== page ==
• The pace of change within Sitel Group: Existing customers of both companies should be mindful as to the speed and effectiveness of the integration and changes to the senior leadership team. Moving too quickly on an integration of this type can cause delivery capability issues, but moving too slowly can lead to service degradation as people are distracted by impending changes and, thereby, lose focus on immediate priorities. Potential clients will also want a clear view of available offerings, service delivery models, and innovation roadmaps
  • Sitel Group scaling up: Sitel Group’s acquisition of SYKES opens up a plethora of new delivery locations, including in Australia, EMEA, and Central America. However, we can expect to see a consolidation of sites and locations over time, especially where both have strong presences. The global footprint will also reduce as locations begin to provide service in the same languages. We also expect that Sitel Group’s considerable work on improving profitability in recent years will benefit SYKES’ business, whose current operating margins are on the lower side in the industry.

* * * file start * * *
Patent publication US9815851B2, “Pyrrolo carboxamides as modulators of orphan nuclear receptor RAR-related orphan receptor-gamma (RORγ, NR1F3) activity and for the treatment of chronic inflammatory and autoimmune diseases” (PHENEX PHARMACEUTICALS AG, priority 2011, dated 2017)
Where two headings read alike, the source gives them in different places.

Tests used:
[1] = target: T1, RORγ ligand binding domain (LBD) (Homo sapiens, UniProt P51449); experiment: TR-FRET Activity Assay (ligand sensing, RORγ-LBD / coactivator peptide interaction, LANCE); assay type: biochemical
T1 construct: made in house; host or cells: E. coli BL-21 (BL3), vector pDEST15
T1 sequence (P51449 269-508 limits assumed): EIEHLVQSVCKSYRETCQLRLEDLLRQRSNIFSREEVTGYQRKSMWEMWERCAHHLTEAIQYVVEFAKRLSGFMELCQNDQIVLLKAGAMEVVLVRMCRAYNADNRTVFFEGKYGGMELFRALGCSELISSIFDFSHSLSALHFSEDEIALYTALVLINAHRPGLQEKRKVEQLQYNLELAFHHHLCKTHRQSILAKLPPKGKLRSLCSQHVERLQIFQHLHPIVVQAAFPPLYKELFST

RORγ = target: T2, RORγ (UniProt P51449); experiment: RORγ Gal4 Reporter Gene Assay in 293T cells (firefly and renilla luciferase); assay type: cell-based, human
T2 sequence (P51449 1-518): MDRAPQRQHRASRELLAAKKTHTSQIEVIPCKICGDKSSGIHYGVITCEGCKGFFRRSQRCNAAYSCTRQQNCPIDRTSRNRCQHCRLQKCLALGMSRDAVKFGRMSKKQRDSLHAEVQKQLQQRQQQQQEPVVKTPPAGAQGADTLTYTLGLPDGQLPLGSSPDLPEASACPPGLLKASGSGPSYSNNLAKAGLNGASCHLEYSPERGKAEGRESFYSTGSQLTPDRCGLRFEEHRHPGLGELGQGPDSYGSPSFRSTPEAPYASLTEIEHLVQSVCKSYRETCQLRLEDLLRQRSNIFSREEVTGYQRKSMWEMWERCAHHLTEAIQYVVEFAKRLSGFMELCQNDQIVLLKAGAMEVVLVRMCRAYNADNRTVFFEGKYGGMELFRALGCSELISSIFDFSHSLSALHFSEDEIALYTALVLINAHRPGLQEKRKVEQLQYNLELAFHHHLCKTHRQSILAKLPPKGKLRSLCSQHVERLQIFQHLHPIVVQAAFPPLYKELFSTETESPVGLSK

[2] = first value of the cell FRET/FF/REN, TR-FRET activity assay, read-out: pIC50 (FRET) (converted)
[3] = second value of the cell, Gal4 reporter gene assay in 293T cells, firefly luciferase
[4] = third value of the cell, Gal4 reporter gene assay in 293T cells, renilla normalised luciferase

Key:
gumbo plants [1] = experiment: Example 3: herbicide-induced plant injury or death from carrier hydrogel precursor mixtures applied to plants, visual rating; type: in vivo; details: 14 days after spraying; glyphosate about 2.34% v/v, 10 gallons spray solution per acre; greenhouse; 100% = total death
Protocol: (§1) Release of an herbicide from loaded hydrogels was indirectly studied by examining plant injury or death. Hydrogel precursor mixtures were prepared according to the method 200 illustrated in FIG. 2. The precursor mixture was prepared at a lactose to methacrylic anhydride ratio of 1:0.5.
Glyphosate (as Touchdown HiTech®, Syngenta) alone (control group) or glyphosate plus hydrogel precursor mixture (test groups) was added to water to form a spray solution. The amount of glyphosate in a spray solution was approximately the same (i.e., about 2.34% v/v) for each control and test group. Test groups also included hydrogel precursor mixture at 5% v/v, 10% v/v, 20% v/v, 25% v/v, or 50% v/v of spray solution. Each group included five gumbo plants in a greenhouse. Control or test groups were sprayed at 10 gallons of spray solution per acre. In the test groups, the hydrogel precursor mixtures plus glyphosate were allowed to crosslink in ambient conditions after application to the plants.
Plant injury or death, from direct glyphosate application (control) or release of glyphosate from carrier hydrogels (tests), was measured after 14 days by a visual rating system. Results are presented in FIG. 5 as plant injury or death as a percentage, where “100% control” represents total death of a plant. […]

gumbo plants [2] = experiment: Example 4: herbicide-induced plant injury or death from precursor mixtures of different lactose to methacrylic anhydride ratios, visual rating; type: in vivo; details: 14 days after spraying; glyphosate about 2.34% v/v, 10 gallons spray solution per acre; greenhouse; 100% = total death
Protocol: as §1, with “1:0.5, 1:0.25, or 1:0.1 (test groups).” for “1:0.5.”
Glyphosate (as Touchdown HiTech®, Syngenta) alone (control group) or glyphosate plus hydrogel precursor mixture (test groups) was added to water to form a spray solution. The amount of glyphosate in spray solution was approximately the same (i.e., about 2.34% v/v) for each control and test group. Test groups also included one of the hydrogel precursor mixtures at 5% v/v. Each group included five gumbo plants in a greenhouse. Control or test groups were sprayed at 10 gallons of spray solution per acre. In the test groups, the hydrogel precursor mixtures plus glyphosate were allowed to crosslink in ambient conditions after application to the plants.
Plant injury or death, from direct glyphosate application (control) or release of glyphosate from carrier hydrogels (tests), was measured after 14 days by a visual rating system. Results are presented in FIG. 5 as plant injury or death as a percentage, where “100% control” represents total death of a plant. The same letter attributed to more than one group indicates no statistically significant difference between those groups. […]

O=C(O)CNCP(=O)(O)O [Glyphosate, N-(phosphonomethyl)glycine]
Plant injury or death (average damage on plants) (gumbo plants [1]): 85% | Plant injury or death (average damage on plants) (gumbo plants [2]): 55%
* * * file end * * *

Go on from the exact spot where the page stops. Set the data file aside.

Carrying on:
In terms of vertical expertise, Sitel Group and SYKES have complementary strengths, with Sitel Group bringing presence in the retail, insurance, and public sector spaces and SYKES bringing strength in the technology and healthcare industries.

  • Client volume drop: While Sitel Group and SYKES share complementary capabilities and mindsets, one natural overlap is that they have many of the same clients, making it probable that they will lose some client volume. Clients will not want to aggregate their contact center outsourcing into one place, they will naturally want to diversify
  • Delays in fully leveraging new capabilities: Many CXM service providers are developing digital CXM capabilities as the industry moves at pace away from traditional “people in seats” models and focuses on delivering better customer experiences through digital interactions to drive better business outcomes. SYKES has a strong focus on digital marketing and automation capabilities which benefits Sitel Group, which has leveraged partnerships in those areas

While Sitel Group’s acquisition of SYKES will bring additional and much-needed digital capabilities to the new combined business, a company the size of the new organization cannot deliver change and adjust to new offerings and skills overnight. It may take some time to fully deliver new digital capabilities at scale.